Rodenroth noted new cars are coming out every six months. “If you apply old methodology to new cars you put yourself in a really bad position.”

Terlep predicts three new roles at repair shops – research lead, EV technician, and ADAS/calibration technician, which he noted to attract employees to fill those positions the industry has to “get their act together in terms of messaging.”

“We’re not a body shop anymore,” Terlep said. “We’re fixing computers. If you’re going to the right school with the right message, I think you’re going to get different people, but you better have a role for them. …I think the industry needs to create its own school.”

As an example of how software-focused the automotive space is becoming, Reuters reported in January that Toyota is planning to launch its own operating system that could handle advanced operations, like autonomous driving, for its vehicles by 2025.

Reporting by Shivansh Tiwary in Bengaluru; Editing by Amy Caren Daniel

Rodenroth and Terlep also said in their sessions that photo estimating and automated insurance claims aren’t going to go away. According to Rodenroth, photo estimating can be used to control the number of WIP and when justifying damage. Terlep said photo estimating can make employees more productive.

The use of artificial intelligence (AI) in vehicles – while still in its early stages for collision repair, according to Terlep – will increase suddenly in terms of business, he said.

Rodenroth said AI is here to stay, and in shops can be used to search owner manuals and repair procedures by voice. “I think as repairers we have to have a voice on how can it help us repair a more complex vehicle using technology? And so things like using AI to navigate service manuals will be really cool stuff.”

Terlep took that a step further and said he thinks the repair industry is in need of augmented reality, which companies will eventually “jump in” to offer it and it will be used more and more, for example, with repair procedures being viewed on repairers’ AR glasses and scanning of vehicles conducted with the glasses.

By 2035, vehicles will communicate to repairers “much clearer” about what’s wrong with them and a tool will no longer be needed to get DTCs, Terlep said. Collision centers being part of OEM-certified repair networks will become more important.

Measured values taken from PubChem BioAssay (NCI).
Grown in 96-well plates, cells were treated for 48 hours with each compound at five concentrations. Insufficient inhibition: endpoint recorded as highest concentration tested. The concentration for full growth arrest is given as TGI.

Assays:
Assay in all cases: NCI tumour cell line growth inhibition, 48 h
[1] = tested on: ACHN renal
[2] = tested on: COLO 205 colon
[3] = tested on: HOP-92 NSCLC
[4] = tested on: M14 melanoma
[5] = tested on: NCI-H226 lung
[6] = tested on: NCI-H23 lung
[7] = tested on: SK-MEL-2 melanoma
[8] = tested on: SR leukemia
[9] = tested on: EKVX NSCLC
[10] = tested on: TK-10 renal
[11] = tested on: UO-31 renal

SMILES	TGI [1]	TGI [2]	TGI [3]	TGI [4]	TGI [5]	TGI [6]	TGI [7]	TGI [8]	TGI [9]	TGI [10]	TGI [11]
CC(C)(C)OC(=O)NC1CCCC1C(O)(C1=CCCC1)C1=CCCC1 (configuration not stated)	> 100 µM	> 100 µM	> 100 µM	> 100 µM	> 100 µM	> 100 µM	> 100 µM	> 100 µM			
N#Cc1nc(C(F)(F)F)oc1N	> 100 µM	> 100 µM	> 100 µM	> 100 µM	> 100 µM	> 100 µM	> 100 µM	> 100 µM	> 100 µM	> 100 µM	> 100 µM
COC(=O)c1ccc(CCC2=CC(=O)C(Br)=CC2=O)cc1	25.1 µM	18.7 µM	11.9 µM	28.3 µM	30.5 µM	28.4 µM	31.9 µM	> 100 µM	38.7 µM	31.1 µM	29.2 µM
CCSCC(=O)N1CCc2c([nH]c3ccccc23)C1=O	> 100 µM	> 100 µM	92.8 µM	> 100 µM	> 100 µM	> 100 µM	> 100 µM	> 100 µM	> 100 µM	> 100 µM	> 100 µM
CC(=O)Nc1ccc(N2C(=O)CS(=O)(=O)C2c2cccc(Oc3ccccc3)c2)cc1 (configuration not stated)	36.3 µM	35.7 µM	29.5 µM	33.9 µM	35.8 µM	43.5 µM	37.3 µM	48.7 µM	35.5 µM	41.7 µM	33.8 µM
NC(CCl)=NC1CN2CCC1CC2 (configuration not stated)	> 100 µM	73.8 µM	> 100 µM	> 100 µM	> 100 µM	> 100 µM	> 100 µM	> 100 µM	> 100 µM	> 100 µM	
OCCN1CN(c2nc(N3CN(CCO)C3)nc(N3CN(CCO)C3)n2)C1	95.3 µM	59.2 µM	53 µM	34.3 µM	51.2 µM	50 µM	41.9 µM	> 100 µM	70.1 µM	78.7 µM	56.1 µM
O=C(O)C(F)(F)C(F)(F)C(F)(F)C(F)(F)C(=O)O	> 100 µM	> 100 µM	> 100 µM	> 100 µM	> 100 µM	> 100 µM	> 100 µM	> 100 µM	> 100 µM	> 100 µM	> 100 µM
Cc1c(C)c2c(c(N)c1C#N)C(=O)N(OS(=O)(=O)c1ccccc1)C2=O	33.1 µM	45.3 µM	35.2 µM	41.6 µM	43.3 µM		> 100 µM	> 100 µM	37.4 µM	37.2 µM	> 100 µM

Terlep noted that repair costs will double in five to 10 years and in five years. His prediction: the average repair order will be $6,000-$7,000 because the cost of parts will go up and technicians will need to make more money since the repair work will be more complex. OEM-certified repair networks will become more important as well.

Telematics will eventually be all-encompassing to connect everything to the car and more OEMs will offer user-based insurance. ADAS will also become increasingly connected, including to the infrastructure of its surroundings, such as stoplights, and to drivers’ homes.

Rodenroth and Terlep said shops need to invest in EV charging stations if they’re going to work on EVs. Terlep also recommended a dedicated space within the shop, or for those who have more than one location a dedicated facility, for EV repairs. Terlep predicts a shift in the repair industry to specializations because of the long list of OEM ADAS that already exist and will continue to grow.

As for autonomous vehicles (AVs), Terlep doesn’t see them being widely owned by consumers by 2035, but there will be a lot of AV fleets, robo-taxis, delivery and commercial trucks, and trains, especially in and near larger cities. Terlep also predicts there will be AV ships in use by then.


Featured image credit: sefa ozel/iStock

“ICE vs. EV” and “3D printing” (Screenshot of Jake Rodenroth’s SEMA Show presentation)

“Artificial intelligence 2035” and “ADAS Today” (Screenshots of Frank Terlep’s SEMA Show presentation)